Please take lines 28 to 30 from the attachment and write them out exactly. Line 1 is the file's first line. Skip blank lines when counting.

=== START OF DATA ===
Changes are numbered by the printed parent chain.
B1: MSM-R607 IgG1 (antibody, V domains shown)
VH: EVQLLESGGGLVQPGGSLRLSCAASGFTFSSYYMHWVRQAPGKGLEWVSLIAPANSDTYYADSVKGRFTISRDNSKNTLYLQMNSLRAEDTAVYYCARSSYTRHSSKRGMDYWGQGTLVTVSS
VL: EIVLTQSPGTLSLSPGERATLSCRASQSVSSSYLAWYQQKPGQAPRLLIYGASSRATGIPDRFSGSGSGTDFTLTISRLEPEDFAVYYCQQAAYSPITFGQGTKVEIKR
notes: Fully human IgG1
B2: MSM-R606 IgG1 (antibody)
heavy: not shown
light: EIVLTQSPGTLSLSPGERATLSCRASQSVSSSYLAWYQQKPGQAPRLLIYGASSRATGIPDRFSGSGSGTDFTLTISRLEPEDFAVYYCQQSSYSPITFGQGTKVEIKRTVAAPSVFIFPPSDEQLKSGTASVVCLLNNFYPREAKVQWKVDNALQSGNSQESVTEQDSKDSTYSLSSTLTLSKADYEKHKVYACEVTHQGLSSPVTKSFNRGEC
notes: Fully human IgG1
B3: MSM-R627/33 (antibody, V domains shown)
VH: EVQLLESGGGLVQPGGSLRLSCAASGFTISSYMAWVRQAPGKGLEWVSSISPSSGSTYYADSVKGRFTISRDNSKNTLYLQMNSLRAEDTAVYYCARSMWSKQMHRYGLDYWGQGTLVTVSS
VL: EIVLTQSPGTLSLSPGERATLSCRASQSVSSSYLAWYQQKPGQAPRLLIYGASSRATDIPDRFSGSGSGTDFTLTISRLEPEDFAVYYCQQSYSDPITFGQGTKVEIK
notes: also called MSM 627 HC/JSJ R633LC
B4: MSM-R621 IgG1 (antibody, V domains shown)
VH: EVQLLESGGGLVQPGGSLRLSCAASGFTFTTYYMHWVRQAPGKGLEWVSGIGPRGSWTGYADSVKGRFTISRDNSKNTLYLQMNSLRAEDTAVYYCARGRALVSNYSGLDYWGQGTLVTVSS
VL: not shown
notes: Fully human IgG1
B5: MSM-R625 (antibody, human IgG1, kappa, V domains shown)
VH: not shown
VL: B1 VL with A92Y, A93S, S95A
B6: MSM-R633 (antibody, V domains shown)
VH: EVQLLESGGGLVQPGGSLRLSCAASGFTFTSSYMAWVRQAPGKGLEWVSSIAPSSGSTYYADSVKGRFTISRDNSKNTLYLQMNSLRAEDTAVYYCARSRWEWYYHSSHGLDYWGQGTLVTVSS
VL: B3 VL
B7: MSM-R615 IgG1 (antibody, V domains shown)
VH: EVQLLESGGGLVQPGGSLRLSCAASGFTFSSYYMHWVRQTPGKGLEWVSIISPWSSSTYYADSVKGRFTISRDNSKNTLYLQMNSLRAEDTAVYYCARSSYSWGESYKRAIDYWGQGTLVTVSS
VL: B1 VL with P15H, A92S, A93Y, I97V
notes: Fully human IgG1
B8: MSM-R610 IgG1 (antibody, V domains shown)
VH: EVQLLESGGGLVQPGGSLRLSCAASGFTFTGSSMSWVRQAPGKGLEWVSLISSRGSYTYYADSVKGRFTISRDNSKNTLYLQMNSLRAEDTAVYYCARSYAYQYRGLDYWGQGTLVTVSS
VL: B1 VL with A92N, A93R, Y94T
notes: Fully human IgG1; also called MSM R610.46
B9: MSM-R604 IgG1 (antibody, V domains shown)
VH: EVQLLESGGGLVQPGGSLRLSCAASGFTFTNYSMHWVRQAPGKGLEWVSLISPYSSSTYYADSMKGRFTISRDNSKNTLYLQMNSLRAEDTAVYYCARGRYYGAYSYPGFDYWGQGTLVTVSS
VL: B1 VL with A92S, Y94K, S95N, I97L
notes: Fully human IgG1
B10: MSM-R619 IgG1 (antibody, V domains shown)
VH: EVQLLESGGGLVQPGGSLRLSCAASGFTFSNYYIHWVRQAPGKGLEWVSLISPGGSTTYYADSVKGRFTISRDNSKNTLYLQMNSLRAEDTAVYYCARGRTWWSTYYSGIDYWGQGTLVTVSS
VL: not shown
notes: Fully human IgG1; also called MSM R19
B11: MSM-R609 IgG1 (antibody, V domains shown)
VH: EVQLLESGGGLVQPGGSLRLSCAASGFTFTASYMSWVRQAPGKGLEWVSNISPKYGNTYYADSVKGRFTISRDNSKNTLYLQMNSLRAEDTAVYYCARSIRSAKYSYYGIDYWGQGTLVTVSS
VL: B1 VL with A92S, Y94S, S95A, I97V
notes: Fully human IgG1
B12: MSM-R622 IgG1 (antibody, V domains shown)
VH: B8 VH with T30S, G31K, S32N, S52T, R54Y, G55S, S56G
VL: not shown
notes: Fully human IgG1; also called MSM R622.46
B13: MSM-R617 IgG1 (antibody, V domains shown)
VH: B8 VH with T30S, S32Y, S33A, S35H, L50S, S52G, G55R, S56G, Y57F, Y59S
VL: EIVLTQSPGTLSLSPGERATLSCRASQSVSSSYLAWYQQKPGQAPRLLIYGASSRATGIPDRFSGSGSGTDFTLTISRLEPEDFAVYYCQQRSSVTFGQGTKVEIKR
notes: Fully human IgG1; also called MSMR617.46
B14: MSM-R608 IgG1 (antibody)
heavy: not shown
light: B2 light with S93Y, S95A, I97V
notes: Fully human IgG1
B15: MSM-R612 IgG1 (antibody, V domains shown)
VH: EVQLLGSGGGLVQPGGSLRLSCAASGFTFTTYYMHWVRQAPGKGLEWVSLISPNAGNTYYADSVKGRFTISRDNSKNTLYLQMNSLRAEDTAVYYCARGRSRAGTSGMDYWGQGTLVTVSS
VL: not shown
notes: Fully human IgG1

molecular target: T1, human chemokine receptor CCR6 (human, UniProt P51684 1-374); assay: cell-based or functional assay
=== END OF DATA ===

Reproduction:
B8: MSM-R610 IgG1 (antibody, V domains shown)
VH: EVQLLESGGGLVQPGGSLRLSCAASGFTFTGSSMSWVRQAPGKGLEWVSLISSRGSYTYYADSVKGRFTISRDNSKNTLYLQMNSLRAEDTAVYYCARSYAYQYRGLDYWGQGTLVTVSS
VL: B1 VL with A92N, A93R, Y94T